Creating an explainer video script - Tips & tricks.

Posted: 2nd Sep 2015

I recently worked with the very lovely Orman Clark to create the new Dunked explainer video. My job was to script the voiceover and it turned out just lovely.

Creating a great explainer video can be a tough exercise. There’s some great ones out there (Bigcartel for one) but there’s also some overly-wordy, feature-heavy attempts. Want to produce a succinct, characterful explainer script? Here’s a few tips.

Define your ethos words.

An explainer video isn’t just about selling the ease of use or relevance of a service. It’s just as much about creating a deeper philosophy and character. Select some keywords that represent the brand and its vision - creativity, inspiration, community, passion etc. Use these words to sculpt the tone and feel as well as the narrative points.

Keep it short and simple.

A good explainer video ensures that imagery and explanation compliment each other in an engaging, useful way. Don’t be afraid of pauses and be sure to pace yourself at around 120 words per minute max. Get your main message in there early, around the 30 sec mark.

Think story and benefits, not features and strict structure.

Of course you need to present the problem, offer a solution and establish a CTA but it doesn’t need to be so stale and uniform. What’s the story behind your product or company? What tone and style best tells it? What can people relate to and make their own? The How is important in an explainer video but you don’t need to run over a list of steps or reasons. Get more conceptual and create a culture around what you’re presenting. By establishing the Why, the How will become more human and defined.

Write naturally.

Be sure to read your script out loud. It needs to sound natural to be easy to follow and effective. When I create explainer scripts I draft up two formats - a flow draft (just the script in prose form) and a timed draft (script structured to the second/minute of the film). This means I can make sure I’m hitting both the functional and emotional points of the video.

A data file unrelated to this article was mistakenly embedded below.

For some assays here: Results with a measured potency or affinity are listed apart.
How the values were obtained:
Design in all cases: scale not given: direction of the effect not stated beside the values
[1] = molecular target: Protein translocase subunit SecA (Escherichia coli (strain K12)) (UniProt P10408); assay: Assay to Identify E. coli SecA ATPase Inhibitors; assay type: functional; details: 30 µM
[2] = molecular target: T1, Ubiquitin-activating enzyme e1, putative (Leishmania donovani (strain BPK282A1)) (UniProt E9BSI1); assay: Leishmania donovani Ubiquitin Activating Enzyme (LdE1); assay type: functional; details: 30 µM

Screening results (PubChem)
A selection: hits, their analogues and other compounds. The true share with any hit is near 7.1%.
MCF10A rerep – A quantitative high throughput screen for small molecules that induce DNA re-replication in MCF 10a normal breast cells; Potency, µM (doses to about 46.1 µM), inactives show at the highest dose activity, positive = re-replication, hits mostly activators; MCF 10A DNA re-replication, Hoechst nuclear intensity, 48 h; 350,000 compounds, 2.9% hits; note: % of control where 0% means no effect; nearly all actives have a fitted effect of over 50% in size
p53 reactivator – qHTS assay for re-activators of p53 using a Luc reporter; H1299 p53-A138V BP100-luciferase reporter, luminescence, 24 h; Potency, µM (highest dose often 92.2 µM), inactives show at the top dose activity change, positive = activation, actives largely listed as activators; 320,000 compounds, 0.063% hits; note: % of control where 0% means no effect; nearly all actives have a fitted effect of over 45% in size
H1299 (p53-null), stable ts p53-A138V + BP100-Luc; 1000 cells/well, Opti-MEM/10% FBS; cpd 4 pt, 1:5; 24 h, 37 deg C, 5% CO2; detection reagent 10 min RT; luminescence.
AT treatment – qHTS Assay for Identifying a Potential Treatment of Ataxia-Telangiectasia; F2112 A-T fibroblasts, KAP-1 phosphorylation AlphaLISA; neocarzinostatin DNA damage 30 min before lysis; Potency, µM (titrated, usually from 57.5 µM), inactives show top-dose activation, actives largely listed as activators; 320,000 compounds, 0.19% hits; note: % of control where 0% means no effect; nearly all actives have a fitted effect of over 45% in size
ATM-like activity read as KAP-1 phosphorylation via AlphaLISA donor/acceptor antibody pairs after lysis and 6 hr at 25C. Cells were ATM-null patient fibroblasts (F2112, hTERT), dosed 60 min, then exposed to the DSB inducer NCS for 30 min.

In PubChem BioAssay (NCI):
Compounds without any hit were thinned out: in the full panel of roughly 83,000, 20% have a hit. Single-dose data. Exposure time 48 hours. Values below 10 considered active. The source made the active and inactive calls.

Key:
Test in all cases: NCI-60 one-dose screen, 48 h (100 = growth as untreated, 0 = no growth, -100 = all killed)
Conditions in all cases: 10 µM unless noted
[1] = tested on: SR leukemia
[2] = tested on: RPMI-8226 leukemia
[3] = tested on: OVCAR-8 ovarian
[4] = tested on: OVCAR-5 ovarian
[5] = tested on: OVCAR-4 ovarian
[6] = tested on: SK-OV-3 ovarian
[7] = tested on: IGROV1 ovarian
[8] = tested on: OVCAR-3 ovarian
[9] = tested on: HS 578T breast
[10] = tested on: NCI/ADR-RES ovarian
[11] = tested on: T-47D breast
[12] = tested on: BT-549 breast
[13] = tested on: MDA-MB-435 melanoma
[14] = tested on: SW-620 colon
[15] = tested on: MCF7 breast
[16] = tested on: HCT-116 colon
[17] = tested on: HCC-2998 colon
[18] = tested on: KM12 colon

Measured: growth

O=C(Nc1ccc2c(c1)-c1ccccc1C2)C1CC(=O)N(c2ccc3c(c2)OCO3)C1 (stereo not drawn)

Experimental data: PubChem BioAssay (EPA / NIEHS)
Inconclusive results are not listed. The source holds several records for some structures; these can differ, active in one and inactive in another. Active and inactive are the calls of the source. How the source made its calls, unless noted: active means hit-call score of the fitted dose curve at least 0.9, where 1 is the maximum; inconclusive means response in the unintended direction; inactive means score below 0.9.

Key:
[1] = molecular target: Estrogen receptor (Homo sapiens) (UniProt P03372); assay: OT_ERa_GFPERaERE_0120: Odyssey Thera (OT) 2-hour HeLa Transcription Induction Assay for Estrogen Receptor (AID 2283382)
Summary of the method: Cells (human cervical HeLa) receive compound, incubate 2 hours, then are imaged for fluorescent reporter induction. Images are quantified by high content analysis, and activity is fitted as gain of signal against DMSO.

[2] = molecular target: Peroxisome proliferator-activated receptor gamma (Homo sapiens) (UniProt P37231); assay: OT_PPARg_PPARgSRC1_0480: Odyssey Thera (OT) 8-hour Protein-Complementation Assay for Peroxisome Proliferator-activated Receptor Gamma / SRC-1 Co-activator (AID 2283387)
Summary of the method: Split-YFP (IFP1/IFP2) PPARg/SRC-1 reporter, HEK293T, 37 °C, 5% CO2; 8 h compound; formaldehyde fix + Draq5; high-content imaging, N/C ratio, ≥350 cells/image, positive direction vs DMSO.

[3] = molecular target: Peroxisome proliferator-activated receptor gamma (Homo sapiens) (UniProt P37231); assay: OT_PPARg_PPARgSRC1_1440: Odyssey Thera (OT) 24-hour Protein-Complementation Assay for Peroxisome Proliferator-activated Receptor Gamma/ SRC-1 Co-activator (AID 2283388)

Tone is king.

This keeps consistency and clarity at the top of the list. Take time to develop a tone for the video. Don’t take research you have to hand as gospel, embark on your own digging and really get to grips with how an audience identifies with the bigger brand. Tone can be the most memorable and effective tool you have in creating an explainer video so don’t just adopt what others have.

Connection is about clarity, directness and character. A good explainer video should embody all three.

Simple and swift ways to advocate the wonders of great content.

Posted: 4th Sep 2015

This is not just a mission for writers and strategists.

It’s one that every agency head, designer, developer, project manager etc should embrace wholeheartedly. If you care about quality experiences and results, you can’t afford to shy away from the importance of content. It’s that simple.

This post isn’t about how to create content — it’s about how to foster a company culture that actively appreciates the role that content plays everyday. Make a decision today to champion the content cause, be that advocate that your team, clients and audiences desperately need.